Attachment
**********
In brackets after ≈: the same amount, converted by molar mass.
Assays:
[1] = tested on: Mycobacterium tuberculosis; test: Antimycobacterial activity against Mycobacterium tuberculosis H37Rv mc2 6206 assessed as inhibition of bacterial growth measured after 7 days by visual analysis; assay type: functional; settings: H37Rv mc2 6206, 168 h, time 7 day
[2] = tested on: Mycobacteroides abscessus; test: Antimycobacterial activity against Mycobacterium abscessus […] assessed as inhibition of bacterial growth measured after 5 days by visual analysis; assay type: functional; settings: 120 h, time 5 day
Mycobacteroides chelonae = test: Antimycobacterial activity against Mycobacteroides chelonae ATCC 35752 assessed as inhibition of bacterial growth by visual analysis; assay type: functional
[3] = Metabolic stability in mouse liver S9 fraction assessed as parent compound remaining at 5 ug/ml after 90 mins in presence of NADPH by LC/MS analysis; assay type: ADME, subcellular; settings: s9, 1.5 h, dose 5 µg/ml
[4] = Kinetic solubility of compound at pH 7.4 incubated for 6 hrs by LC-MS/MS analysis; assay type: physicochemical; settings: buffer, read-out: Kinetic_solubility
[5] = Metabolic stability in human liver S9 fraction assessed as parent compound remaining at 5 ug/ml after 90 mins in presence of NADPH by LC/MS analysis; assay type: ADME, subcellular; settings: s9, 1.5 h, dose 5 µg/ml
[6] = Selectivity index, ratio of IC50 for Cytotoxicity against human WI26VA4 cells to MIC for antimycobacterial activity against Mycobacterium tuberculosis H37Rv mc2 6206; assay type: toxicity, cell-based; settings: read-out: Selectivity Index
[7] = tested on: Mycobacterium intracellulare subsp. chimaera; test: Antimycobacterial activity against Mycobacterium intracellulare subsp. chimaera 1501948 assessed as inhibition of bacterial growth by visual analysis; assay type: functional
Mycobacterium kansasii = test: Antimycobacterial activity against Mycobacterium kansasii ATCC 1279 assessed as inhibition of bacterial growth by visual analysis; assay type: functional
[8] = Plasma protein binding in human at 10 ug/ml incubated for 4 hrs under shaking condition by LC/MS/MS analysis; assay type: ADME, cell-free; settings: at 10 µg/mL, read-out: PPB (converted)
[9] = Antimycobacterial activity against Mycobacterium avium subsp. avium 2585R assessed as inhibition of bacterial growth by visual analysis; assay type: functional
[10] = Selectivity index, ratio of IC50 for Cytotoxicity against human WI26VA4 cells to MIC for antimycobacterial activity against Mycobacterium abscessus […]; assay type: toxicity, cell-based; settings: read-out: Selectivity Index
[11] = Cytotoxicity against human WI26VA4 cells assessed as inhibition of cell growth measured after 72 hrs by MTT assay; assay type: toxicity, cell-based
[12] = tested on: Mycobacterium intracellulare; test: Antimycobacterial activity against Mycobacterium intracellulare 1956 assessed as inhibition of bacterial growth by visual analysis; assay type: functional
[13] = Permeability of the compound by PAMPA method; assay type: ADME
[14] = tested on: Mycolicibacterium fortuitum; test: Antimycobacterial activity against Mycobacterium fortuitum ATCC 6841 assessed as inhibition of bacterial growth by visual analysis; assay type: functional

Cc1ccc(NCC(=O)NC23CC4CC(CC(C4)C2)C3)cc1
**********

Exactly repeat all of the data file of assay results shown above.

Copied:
In brackets after ≈: the same amount, converted by molar mass.
Assays:
[1] = tested on: Mycobacterium tuberculosis; test: Antimycobacterial activity against Mycobacterium tuberculosis H37Rv mc2 6206 assessed as inhibition of bacterial growth measured after 7 days by visual analysis; assay type: functional; settings: H37Rv mc2 6206, 168 h, time 7 day
[2] = tested on: Mycobacteroides abscessus; test: Antimycobacterial activity against Mycobacterium abscessus […] assessed as inhibition of bacterial growth measured after 5 days by visual analysis; assay type: functional; settings: 120 h, time 5 day
Mycobacteroides chelonae = test: Antimycobacterial activity against Mycobacteroides chelonae ATCC 35752 assessed as inhibition of bacterial growth by visual analysis; assay type: functional
[3] = Metabolic stability in mouse liver S9 fraction assessed as parent compound remaining at 5 ug/ml after 90 mins in presence of NADPH by LC/MS analysis; assay type: ADME, subcellular; settings: s9, 1.5 h, dose 5 µg/ml
[4] = Kinetic solubility of compound at pH 7.4 incubated for 6 hrs by LC-MS/MS analysis; assay type: physicochemical; settings: buffer, read-out: Kinetic_solubility
[5] = Metabolic stability in human liver S9 fraction assessed as parent compound remaining at 5 ug/ml after 90 mins in presence of NADPH by LC/MS analysis; assay type: ADME, subcellular; settings: s9, 1.5 h, dose 5 µg/ml
[6] = Selectivity index, ratio of IC50 for Cytotoxicity against human WI26VA4 cells to MIC for antimycobacterial activity against Mycobacterium tuberculosis H37Rv mc2 6206; assay type: toxicity, cell-based; settings: read-out: Selectivity Index
[7] = tested on: Mycobacterium intracellulare subsp. chimaera; test: Antimycobacterial activity against Mycobacterium intracellulare subsp. chimaera 1501948 assessed as inhibition of bacterial growth by visual analysis; assay type: functional
Mycobacterium kansasii = test: Antimycobacterial activity against Mycobacterium kansasii ATCC 1279 assessed as inhibition of bacterial growth by visual analysis; assay type: functional
[8] = Plasma protein binding in human at 10 ug/ml incubated for 4 hrs under shaking condition by LC/MS/MS analysis; assay type: ADME, cell-free; settings: at 10 µg/mL, read-out: PPB (converted)
[9] = Antimycobacterial activity against Mycobacterium avium subsp. avium 2585R assessed as inhibition of bacterial growth by visual analysis; assay type: functional
[10] = Selectivity index, ratio of IC50 for Cytotoxicity against human WI26VA4 cells to MIC for antimycobacterial activity against Mycobacterium abscessus […]; assay type: toxicity, cell-based; settings: read-out: Selectivity Index
[11] = Cytotoxicity against human WI26VA4 cells assessed as inhibition of cell growth measured after 72 hrs by MTT assay; assay type: toxicity, cell-based
[12] = tested on: Mycobacterium intracellulare; test: Antimycobacterial activity against Mycobacterium intracellulare 1956 assessed as inhibition of bacterial growth by visual analysis; assay type: functional
[13] = Permeability of the compound by PAMPA method; assay type: ADME
[14] = tested on: Mycolicibacterium fortuitum; test: Antimycobacterial activity against Mycobacterium fortuitum ATCC 6841 assessed as inhibition of bacterial growth by visual analysis; assay type: functional

Cc1ccc(NCC(=O)NC23CC4CC(CC(C4)C2)C3)cc1